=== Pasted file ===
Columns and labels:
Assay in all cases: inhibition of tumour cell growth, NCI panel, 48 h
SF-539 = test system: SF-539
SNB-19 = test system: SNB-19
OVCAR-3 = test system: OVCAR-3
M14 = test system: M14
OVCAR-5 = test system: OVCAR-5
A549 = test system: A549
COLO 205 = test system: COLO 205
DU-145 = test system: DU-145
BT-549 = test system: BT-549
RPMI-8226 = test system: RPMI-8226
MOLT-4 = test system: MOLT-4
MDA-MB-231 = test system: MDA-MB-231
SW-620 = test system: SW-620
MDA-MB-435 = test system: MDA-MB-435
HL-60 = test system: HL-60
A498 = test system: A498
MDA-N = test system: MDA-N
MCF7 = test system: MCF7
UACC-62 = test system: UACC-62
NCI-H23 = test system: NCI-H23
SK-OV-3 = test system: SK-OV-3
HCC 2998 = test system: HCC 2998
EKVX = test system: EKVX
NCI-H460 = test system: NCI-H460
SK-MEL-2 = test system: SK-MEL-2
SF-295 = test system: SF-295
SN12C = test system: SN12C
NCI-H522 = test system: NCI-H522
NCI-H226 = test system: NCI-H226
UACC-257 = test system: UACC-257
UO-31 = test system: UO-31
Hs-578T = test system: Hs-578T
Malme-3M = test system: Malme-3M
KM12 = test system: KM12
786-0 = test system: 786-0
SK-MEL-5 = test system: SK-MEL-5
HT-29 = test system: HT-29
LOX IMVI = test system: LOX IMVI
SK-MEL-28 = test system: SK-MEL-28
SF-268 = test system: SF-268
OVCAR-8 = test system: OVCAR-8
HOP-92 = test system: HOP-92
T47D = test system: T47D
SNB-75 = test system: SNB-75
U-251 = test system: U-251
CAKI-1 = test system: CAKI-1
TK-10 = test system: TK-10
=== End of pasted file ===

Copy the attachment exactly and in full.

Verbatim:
Columns and labels:
Assay in all cases: inhibition of tumour cell growth, NCI panel, 48 h
SF-539 = test system: SF-539
SNB-19 = test system: SNB-19
OVCAR-3 = test system: OVCAR-3
M14 = test system: M14
OVCAR-5 = test system: OVCAR-5
A549 = test system: A549
COLO 205 = test system: COLO 205
DU-145 = test system: DU-145
BT-549 = test system: BT-549
RPMI-8226 = test system: RPMI-8226
MOLT-4 = test system: MOLT-4
MDA-MB-231 = test system: MDA-MB-231
SW-620 = test system: SW-620
MDA-MB-435 = test system: MDA-MB-435
HL-60 = test system: HL-60
A498 = test system: A498
MDA-N = test system: MDA-N
MCF7 = test system: MCF7
UACC-62 = test system: UACC-62
NCI-H23 = test system: NCI-H23
SK-OV-3 = test system: SK-OV-3
HCC 2998 = test system: HCC 2998
EKVX = test system: EKVX
NCI-H460 = test system: NCI-H460
SK-MEL-2 = test system: SK-MEL-2
SF-295 = test system: SF-295
SN12C = test system: SN12C
NCI-H522 = test system: NCI-H522
NCI-H226 = test system: NCI-H226
UACC-257 = test system: UACC-257
UO-31 = test system: UO-31
Hs-578T = test system: Hs-578T
Malme-3M = test system: Malme-3M
KM12 = test system: KM12
786-0 = test system: 786-0
SK-MEL-5 = test system: SK-MEL-5
HT-29 = test system: HT-29
LOX IMVI = test system: LOX IMVI
SK-MEL-28 = test system: SK-MEL-28
SF-268 = test system: SF-268
OVCAR-8 = test system: OVCAR-8
HOP-92 = test system: HOP-92
T47D = test system: T47D
SNB-75 = test system: SNB-75
U-251 = test system: U-251
CAKI-1 = test system: CAKI-1
TK-10 = test system: TK-10